build the client-side GUI page. A web server, Apache or
Internet Information Server (IIS), which is bundled with
Microsoft 's Office server reference implementation, is
used to serve the GUI page at the web-tier, and to provide
dynamic content HTML/PHP pages. The web-tier holds
data models of the business data, presents the data models
to the client through HTML/PHP pages, accepts and
Res. J. Inform. Technol., 3(1): 43-48, 2011
Security manager
Sign on security
User interface
User identification
Data objects
Business objects
Business process manager
Back-end (mySQL database)
User security audit trail
Fig. 3: Application objects
HTML/PHP Interface. The protocol is Internet Protocol
(IP), which is transparent to the application development
since all these have been done on the Windows operating
system. This design architecture enables a great
flexibility, modularity and independence of the client
from the server application development.
Operating system (Windows)
Fig. 4: Data processing module
application data. However, there is a choice in whether
the Web tier accesses the EIS resources directly, or goes
through an Enterprise Java Bean (EJB) tier. The decision
depends on the functionality, complexity, and scalability
requirements of the application in the real world. Since
such requirements can change as the application evolves,
one goal for the design is to make it amenable to
migration to an EJB-centric approach therefore,
this application is a multi-tier EJB-centric
application. Figure 4 shows the architecture of an
integrated multi-tier application. It illustrates the flow of
data through the application.
The object-oriented design method is used in this
application. The process of object-oriented design begins
with the identification of business objects, data, and
presentation objects and model each of them in software.
At the highest level, the application objects can be divided
into three logical categories (Fig. 3):
Back-End (MySQL)
objects that deal with presentation aspects of the
objects that deal with the business rules and data, and
objects that accept and interpret user requests and
control the business objects to fulfil these requests.
This application models a web-based student course
delivery system. The application interface is presented to
the students through a hypothetic web site
(http://localhost/students). The student interacts with the
application using a web browser. The application
presents the student with a catalog of courses from which
the student selects course offerings and register for the
selected courses. New students are required to register
using a combination of username and password. The
system notifies the student of course registration by a
confirmation email using JavaMail API. The student can
always make a query to see what courses he/she already
registered earlier. When the student is ready, then,
proceed to attend the lecture delivery either in
asynchronous or synchronous mode.
Then the data objects are mapped to the business objects,
then business objects to presentation objects.
One of the first decisions taken in this project
concerns the tiers that the application uses. The chosen
platform is designed for multi-tier applications, and offers
a lot of flexibility in choosing how to distribute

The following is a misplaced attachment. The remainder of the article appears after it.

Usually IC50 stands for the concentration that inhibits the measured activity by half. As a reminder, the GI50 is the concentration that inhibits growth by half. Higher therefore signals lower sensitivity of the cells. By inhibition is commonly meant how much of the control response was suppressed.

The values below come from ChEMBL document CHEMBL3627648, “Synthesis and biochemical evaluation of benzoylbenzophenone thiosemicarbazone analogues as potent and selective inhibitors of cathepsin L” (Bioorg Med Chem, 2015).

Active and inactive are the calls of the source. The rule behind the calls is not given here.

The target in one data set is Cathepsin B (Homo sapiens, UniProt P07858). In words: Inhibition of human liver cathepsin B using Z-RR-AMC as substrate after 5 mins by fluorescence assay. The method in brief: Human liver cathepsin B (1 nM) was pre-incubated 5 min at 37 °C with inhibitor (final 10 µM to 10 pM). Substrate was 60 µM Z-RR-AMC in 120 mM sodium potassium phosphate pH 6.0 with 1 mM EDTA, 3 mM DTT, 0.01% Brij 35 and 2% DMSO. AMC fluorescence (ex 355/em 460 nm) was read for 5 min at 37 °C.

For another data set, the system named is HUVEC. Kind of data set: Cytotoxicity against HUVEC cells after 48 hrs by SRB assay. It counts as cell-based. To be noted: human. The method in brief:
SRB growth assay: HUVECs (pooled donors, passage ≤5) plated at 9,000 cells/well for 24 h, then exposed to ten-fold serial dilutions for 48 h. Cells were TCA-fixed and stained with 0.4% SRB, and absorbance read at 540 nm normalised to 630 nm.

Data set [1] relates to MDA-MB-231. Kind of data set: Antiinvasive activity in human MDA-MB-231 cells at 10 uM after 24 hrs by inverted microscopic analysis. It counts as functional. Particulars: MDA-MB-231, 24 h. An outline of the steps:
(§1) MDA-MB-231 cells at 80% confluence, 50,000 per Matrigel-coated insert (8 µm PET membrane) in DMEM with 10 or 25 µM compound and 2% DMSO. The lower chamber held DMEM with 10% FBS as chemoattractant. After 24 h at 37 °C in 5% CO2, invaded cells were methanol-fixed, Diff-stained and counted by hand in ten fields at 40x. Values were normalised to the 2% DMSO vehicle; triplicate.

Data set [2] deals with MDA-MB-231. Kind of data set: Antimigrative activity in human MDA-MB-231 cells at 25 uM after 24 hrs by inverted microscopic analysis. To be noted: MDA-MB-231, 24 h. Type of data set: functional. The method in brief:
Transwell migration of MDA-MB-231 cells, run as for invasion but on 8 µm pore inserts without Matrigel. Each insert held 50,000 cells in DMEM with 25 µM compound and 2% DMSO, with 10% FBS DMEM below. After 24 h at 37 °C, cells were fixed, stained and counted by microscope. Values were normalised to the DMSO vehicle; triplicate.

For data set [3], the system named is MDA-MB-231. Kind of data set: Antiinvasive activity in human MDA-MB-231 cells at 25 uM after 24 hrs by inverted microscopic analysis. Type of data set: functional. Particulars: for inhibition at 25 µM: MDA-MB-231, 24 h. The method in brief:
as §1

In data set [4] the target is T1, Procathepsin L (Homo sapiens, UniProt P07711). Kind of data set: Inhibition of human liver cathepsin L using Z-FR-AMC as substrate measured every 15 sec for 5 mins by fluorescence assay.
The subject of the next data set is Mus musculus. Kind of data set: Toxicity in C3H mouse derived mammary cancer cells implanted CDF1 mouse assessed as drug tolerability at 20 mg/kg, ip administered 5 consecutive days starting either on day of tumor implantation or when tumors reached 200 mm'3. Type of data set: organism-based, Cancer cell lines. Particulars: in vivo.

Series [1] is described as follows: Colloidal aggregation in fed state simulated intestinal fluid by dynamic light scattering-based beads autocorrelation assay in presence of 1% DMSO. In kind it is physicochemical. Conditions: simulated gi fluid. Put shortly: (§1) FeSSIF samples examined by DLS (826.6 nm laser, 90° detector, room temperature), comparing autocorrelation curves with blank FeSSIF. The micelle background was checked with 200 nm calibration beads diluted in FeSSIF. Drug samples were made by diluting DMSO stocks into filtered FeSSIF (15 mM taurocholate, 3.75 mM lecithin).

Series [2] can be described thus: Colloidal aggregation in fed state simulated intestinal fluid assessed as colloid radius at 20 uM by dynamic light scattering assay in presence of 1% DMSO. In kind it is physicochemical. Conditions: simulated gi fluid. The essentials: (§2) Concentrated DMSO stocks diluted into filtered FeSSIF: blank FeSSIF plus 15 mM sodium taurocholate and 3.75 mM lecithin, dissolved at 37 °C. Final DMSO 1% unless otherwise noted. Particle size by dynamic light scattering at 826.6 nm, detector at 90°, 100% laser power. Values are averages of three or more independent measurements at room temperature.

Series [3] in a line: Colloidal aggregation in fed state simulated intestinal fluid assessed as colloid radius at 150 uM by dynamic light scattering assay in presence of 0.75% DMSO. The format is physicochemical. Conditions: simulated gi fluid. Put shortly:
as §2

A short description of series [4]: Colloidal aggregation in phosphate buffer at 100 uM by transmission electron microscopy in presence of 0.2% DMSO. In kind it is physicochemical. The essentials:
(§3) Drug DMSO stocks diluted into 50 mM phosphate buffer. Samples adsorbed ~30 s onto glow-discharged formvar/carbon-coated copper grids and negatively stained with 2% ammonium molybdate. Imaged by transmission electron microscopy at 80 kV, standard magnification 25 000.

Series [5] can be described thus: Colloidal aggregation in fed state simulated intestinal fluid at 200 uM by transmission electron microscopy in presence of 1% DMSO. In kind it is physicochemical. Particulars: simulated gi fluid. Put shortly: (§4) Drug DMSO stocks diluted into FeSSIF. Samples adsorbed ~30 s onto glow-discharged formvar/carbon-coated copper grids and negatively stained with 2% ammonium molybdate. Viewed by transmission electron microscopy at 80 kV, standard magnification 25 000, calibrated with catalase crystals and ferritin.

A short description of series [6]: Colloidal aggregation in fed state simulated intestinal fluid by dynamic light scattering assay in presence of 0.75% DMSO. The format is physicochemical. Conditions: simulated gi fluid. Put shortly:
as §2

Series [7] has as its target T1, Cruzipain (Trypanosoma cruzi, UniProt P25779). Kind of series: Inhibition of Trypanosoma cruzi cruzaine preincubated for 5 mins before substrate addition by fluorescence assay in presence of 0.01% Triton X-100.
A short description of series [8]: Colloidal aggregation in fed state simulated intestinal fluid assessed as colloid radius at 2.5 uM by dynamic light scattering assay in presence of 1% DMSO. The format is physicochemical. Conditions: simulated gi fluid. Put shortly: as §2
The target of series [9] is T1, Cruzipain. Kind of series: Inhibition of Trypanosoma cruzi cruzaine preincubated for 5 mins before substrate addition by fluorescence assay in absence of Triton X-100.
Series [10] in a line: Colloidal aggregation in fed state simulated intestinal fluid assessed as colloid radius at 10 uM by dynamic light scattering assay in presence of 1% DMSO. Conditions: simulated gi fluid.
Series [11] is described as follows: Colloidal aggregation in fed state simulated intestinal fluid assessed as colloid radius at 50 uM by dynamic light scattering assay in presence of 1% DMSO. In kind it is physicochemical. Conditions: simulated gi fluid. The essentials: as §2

application functionality across the tiers. In a Webenabled application, such as this application, some tiers
are always present. There is the client tier, that is, the
browser. The browser communicates with the Web tier.
Finally, the EIS or database tier holds persistent
Res. J. Inform. Technol., 3(1): 43-48, 2011
The usability specification is the key ways the
application would be used. The kinds of functionality
which are available from the user interface of the
application are:
User 2
User 3
Fig. 5: Application functional modules
accepts, the registration processing logic logs the
registration, and sends a confirmation message by
Application functional modules: Below is the list of
modules that have been identified and their
Logical flow: A student connects to the application. If the
student logs in, the user module maintains student's course
registration information. It creates new student records
and manages these records. Student records include such
information as student ID, name, password, address,
phone and email address:
Web connector
A common set of links or navigation bars on each
page that provide the student with quick access to
common navigational tasks.
An organized view of the site’s contents through a
categorized course catalog. A search mechanism to
provide students a way to locate courses based on
key-word descriptions.
A master view of the catalog that lists course
offerings of interest to the student. This could be the
result of the user navigating through a catalog
category or the outcome of a keyword searches.
A detail view that describes the details of a particular
course offering. Students can click on an offering in
the master view to zoom in on the details of that
particular course.
A chatting facility for student registered on a
particular course.
Access to a forum where users (students and
teachers) can exchange ideas on different issues
relating to a given course.
Access to submission and uploading of assignment
and subsequent access to the graded result.
User 1
The course module returns a list of courses available.
The course catalog module searches the course
database for a list of possible matches to the search
criteria and renders the courses for the student user.
The student views a specific course. The course
catalog module also returns detail information about
the selected course.
The student selects a course offering for registration.
The registering client module creates a registering
cart for the student for the duration of the user’s
The student chooses proceed to registration option
and commits the course offering selections. The
registration-processing module manages this
The application determines whether the user is
logged in and if not, either calls the student module
to set up a new student or let him/her login.
The application lets the user revise or cancel the
course selections for registration. If the student
User registration module: The application tracks
student information. This includes a student id and
password and various types of contact information
(email addresses, phone number, and so on). Student
information is in the database.
Course registration module: The application allows